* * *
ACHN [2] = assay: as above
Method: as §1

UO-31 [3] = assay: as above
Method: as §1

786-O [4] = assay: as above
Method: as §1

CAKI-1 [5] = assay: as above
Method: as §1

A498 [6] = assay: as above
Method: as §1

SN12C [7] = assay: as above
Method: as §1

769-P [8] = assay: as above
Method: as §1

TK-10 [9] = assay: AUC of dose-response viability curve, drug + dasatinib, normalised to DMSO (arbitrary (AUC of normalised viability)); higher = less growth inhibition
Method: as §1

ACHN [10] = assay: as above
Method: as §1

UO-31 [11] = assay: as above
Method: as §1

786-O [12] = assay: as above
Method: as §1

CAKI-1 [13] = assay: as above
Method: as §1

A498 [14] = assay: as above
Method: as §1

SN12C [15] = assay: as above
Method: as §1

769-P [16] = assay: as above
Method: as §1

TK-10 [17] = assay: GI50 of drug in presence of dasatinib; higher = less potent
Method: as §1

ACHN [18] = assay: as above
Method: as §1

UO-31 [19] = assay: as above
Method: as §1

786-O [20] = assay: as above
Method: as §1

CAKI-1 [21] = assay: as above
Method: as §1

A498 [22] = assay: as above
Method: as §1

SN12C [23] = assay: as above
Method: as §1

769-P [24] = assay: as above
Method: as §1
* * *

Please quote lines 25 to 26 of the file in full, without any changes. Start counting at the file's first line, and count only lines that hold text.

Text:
A498 [14] = assay: as above
Method: as §1